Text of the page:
Flapper Slang: Talk the 1920s talk

By: Mai BouchetSpecial to KCTS 9

Originally published August 8, 2011

The term "flapper" evokes the image of short fringe dresses, cigarette holders, bobs and stylish hair accessories.

But beyond these shorter hemlines and daring fashion attitudes was a strong undercurrent of change for women in the Roaring 1920s. This new generation of young woman, tired of men's dominance in society and of the old social norms that stifled them, took on new behaviors previously deemed not suitable for women. They drove cars, drank alcohol, and attended jazz clubs by night where they danced, smoked cigarettes and dated men casually. They began to work outside the home and advocated voting as well as other women's rights.

Along with these new trends and social statements, these flapper girls invented their own slang, some of which still makes an appearance in our vocabulary today. Some of it is indicative of these women's growing liberation: "handcuff" was a slang term for engagement ring, "hush money" was allowance from a father, and "dropping the pilot" meant getting a divorce. This generation even had their own magazine, “The Flapper”, whose tagline was "Not for Old Fogies", that catered to the movement.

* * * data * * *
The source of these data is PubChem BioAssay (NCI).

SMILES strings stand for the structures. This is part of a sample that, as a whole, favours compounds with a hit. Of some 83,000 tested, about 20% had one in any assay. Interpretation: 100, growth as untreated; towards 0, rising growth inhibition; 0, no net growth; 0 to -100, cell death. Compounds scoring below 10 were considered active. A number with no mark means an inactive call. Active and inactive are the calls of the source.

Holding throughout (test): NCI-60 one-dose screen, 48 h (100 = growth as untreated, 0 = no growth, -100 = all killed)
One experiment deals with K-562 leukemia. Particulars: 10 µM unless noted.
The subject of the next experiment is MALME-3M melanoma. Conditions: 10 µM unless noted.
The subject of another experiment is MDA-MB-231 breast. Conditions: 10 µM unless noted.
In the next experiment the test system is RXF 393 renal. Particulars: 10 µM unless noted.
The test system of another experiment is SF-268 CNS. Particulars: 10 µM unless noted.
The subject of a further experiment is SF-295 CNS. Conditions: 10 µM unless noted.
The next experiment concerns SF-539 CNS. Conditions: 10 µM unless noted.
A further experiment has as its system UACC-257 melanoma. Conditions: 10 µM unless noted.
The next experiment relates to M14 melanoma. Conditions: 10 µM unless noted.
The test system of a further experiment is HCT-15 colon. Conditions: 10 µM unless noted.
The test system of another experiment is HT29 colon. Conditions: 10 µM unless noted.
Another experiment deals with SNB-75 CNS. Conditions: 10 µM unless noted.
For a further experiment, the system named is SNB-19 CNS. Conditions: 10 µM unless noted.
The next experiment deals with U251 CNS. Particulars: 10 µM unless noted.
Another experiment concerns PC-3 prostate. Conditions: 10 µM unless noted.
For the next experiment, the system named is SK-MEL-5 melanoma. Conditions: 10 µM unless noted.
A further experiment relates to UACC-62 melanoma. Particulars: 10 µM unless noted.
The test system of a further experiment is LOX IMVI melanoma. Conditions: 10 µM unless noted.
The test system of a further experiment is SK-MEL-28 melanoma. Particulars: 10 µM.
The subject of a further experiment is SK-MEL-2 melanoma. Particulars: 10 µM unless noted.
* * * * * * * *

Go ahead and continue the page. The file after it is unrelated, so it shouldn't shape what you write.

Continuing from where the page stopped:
Read on below to get in touch with your inner flapper and brush up on the lingo from the 1920s. Are you a tomato, a flapper, or a Trotzky?

Alarm Clock: Chaperone
Bank’s Closed: No kissing
Bean Picker: An individual who attempts to patch up trouble (i.e. picks up spilled beans)
Bee’s Knees: See “Cat’s Pajamas”
Berries: Great (i.e. It’s the berries)
Big Cheese: an important person (originated in this period)
Blouse: Go, to go (i.e. Let’s Blouse)
Cat’s Meow: Something highly sought after
Cat’s Pajamas: Anything good, the best, the greatest
Dapper: Flapper’s father
Ducky: Term of approval
Dud: A wall flower
Dudding Up: Dressing up
Embalmer: A bootlegger
Father Time: Any man over 30 years of age
Fire Extinguisher: A chaperone
Flapper: Girl
Flat Shoes: A fight between a Flapper and her Goof
Fluky: Funny, different, odd
Forty-Niner: Man who is prospecting for a rich wife
Gimlet: A chronic bore
Goof: Sweetie
Handcuff: Engagement ring
His Blue Serge: His sweetheart, his girl
Hooch: liquor
Hopper: Dancer
Out on Parole: A person who has been divorced
Scofflaw: A lawless drinker of illegally made or illegally obtained liquor (coined in 1923)
Sharpshooter: A good dancer who does not hold back while spending money
Snake Charmer: A female bootlegger
Tomato: Good looking girl with no brains
Trotzky: Old lady with a moustache and chin whiskers
Weasel: Girl stealer
Whangdoodle: Jazz music, jazz band
Whiskbroom: Man with whiskers